What else is happening today? Well, I’m flying to Las Vegas tonight. In the meantime…
Um, Microsoft did not keep Surface Book’s coolest feature a secret
According to Gizmodo, the Surface Book’s coolest feature–it’s detachable screen—was also its best kept secret.
Potential rumor on the new hardware: 14-inch Surface 2-in-1 with Retina-class screen, dual GPUs, keyboard base with ports. Is it real? Hm.
Here’s what I was told by a source, only slightly edited. As you can see, it was clearly a removable screen:
This is Microsoft’s 2-in-1 laptop. It’s super hush-hush (only 100 people in the company have seen it) and they want it to be a big surprise at the October event. It will have a keyboard base, which will house dual GPUs. When the larger SP4-like tablet is docked, it’ll utilize the power of the [other] GPU and could effectively act as a device to replace a desktop. The design will be somewhat controversial, as it’s quite different: something along the lines of a rubber tank tread-like system that deploys when the keyboard is opened, to maintain friction on a flat surface. Expect a resolution on the tablet display that outclasses any of Apple’s current tablets or laptops (5K?), and it will be able to easily drive a pair of external 4K monitors. They’re planning that people’s minds will be blown, and will likely be costly as an aspirational device. I don’t think there will be a dock, as all the needed ports will be on the keyboard’s base.
Windows Phone’s big problem isn’t lack of apps, it’s dead apps
Tom Warren may be on to something. In the Windows phone community, we’ve often complained about a lack of apps. But there’s a new problem: Existing apps are disappearing.
Windows Phone is now five years old and it’s still facing new challenges. Over the past year developers haven’t flocked to Microsoft’s platform to improve its app situation. Instead, more and more high-profile apps have actually disappeared.
Mint’s removal this week is the latest, angering Windows Phone fans, but it’s not the first, nor will it be the last. American Airlines, Chase Bank, Bank of America, NBC, Pinterest, and Kabam have all discontinued their Windows Phone apps in the past year.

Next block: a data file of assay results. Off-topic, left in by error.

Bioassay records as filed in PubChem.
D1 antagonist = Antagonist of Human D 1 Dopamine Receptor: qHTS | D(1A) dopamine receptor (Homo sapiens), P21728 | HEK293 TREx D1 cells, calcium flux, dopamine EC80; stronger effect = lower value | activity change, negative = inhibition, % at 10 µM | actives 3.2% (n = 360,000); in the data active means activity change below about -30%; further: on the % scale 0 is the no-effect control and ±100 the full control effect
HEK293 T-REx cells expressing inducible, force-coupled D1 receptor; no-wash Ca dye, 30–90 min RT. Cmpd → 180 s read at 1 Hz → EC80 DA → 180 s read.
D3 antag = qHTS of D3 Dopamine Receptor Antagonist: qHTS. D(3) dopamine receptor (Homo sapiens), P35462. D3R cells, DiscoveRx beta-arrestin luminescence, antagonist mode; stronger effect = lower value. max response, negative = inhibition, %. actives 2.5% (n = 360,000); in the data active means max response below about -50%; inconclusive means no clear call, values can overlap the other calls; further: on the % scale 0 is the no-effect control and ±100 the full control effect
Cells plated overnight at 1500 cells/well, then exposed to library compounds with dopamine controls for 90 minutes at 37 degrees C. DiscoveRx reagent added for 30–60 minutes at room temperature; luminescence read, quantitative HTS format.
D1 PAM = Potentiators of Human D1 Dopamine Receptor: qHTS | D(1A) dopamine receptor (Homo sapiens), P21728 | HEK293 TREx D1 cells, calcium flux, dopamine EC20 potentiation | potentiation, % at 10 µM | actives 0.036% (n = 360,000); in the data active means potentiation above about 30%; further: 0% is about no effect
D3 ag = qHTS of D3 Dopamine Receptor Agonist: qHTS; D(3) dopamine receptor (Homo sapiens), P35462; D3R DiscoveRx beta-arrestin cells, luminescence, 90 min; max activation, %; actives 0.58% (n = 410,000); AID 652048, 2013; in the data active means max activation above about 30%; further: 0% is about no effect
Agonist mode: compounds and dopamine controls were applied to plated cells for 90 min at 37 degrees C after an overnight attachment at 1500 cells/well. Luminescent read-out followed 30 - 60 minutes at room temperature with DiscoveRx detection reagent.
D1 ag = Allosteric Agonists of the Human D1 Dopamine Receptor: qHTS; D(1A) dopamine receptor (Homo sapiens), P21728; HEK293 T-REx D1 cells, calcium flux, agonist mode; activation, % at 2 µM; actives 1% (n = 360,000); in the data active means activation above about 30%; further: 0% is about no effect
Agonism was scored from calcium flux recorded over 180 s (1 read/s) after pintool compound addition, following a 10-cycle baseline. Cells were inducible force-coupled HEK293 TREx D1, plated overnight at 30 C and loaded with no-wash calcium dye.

I see dead apps. Not good.
Julie Larson-Green is back at Office
Recode reports that Julie Larson-Green, once Steve Sinofsky’s right-hand-woman at first Office and then Windows, is now back at Office. Actually, she’s running Office.
Microsoft plans to hand over the reins of Microsoft Office to longtime executive Julie Larson-Green, according to sources familiar with the company’s plans.
Kirk Koenigsbauer, the corporate VP who had been leading the company’s Office efforts, will shift to a role within the unit headed by chief marketing officer Chris Capossela, the sources said.
Larson-Green, who has been serving as chief experience officer for Microsoft’s services group, will keep those duties and add responsibility for the teams that develop mainstays like Word, Excel and PowerPoint, as well as newer apps such as Sway.
Motorola claims the Droid Turbo 2 has shatter-proof screen
Motorola says its newly-announced Droid Turbo 2 uses a technology called “Moto Shattershield” that makes the screen unbreakable. Here’s the statement I received:
Every two seconds, a smartphone screen cracks. It’s time for a change.
Today, we are proud to announce a “world’s first” innovation directly from our labs: Moto ShatterShield – a 5-layer system technology that guarantees your smartphone screen won’t crack or shatter.
The new Moto ShatterShield™ technology will be available exclusively on DROID Turbo 2 at Verizon Wireless in the U.S.
Turn an old laptop into a Chromebook
I haven’t been able to test this yet, but it seems like a good idea:Neverware is offering an installable version of Chrome OS (essentially) called CloudReady that lets you turn an old Windows laptop into a Chromebook.
Google is (finally) bringing podcasts to Play Music
I’ve always wondered why Android didn’t have an in-box podcast solution. I guess Google has been working on that for a while, however. Recode reports:
Google is getting ready to open a dedicated home for podcasts on its Google Play hub. Today the company is letting podcast creators upload shows to Google Play Music, its streaming service; it says listeners will be able to listen to those shows “in the coming months.” It will be, remarkably, the first native app for podcast listening on Android in the content market where Apple carries disproportionate weight.
Elias Roman, co-founder of the streaming service Songza, whose main schtick was building these contextual playlists before Google acquired it last year, now a product manager for Play Music, told Re/code that podcasting was always in Songza’s roadmap. Google accelerated it. “Our goal is to serve content that makes what you do every day better,” he said.
Play Music will run the podcasting service on both its subscription offering and free tier.
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